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Munich Philharmonic

Saturday, October 26, 2019 8 PM Stern Auditorium / Perelman Stage
Valery Gergiev, Leonidas Kavakos by Marco Borggreve
This program’s virtuosity is thrilling and its intensity will keep you on the edge of your seat. Jörg Widmann’s Con brio is an orchestral showpiece that bustles with energy and wittily tips its hat to Beethoven. Brahms’s Violin Concerto is vigorous—especially in its solo pyrotechnics and gypsy-accented finale—and luxurious in its gorgeous melodies and richly sonorous orchestration. Shostakovich’s symphony is a profoundly personal work: a journey from despair to triumph filled with haunting beauty and flashes of the macabre that culminates in a rousing finale.

Part of: Jörg Widmann and Webcasts on medici.tv

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Munich Philharmonic is also performing October 25.

Leonidas Kavakos is also performing March 4, March 6, and March 8.


Munich Philharmonic
Valery Gergiev, Music Director and Conductor
Leonidas Kavakos, Violin



BRAHMS Violin Concerto



ENESCU "Ménétrier" ("The Fiddler") from Impressions d’enfance, Op. 28, No. 1

Event Duration

The printed program will last approximately two hours, including one 20-minute intermission.

Watch on medici.tv

Video directed by Habib Azar.

Breguet Logo.

Sponsored by Breguet, Exclusive Timepiece of Carnegie Hall

The Munich Philharmonic residency with Valery Gergiev at Carnegie Hall is made possible by a leadership gift from Mrs. Veronica Atkins.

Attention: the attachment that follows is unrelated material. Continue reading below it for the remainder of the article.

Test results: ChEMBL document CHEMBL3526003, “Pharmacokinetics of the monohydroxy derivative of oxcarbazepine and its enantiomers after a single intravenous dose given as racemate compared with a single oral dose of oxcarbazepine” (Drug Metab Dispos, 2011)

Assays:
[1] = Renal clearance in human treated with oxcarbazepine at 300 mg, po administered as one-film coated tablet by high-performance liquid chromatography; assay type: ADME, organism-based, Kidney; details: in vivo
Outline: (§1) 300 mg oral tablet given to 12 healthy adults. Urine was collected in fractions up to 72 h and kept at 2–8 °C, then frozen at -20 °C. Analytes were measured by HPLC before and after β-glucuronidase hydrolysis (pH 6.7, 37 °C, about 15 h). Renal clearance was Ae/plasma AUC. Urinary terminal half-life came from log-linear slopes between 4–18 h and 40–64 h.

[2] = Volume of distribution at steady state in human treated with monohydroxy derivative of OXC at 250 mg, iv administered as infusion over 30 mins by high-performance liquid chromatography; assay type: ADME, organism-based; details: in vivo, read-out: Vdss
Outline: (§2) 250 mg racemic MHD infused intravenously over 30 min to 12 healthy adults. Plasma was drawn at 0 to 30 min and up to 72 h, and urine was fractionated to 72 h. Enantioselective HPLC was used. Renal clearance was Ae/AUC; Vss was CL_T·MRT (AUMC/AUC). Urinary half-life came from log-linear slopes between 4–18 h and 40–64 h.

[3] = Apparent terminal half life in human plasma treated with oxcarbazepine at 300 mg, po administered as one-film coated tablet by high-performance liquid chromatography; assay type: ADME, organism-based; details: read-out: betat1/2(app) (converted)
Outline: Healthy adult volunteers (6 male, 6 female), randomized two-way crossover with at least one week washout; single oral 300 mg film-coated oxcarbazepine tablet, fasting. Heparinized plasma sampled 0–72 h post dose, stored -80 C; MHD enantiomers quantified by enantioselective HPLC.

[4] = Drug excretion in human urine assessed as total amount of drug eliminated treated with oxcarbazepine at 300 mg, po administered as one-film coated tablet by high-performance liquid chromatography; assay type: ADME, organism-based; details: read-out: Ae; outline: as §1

Jörg Widmann is the holder of the 2019–2020 Richard and Barbara Debs Composer's Chair at Carnegie Hall.

National Endowment for the Arts: arts.gov

Public support for Carnegie Hall Live on WQXR is provided by the National Endowment for the Arts.

In honor of the centenary of his birth, Carnegie Hall’s 2019–2020 season is dedicated to the memory of Isaac Stern in recognition of his extraordinary contributions to Carnegie Hall, arts advocacy, and the field of music.

At a Glance

This program presents two popular works that were once met with controversy. The dispute over Brahms’s soaring, fiendishly difficult Violin Concerto had to do with the violin part—whether the concerto was written for the instrument or “against” it, and whether the gorgeous oboe solo in the slow movement was allowed to steal too much of the show. With Shostakovich’s Fifth Symphony, the argument was about politics—whether this epic, exciting work was straightforwardly inspirational, or whether it utilized musical “codes” and ironic gestures that were secretly anti-Stalin even though the rhetoric of the piece suggests the opposite. With its stark yet lyrical opening movement, its deliciously sardonic Allegretto, its hymn-like slow movement (the heart of the piece), and its thrilling, whirlwind finale, the work is now interpreted any number of ways—or simply enjoyed as one of the most gripping symphonies of the mid–20th century.

Tonight’s concert opens with a recent work: Jörg Widmann’s Con brio, an homage to Beethoven.
The work was originally meant as a warm-up for all-Beethoven programs, but it has recently served as a curtain-opener for more varied concerts. In this case, it opens a program of works by two admirers of Beethoven. Brahms was the late–19th-century standard-bearer of the Haydn-Beethoven tradition; Shostakovich’s Fifth makes use of stark motifs as building blocks—a technique that Beethoven inaugurated—as well as an earthy, dance-like scherzo.

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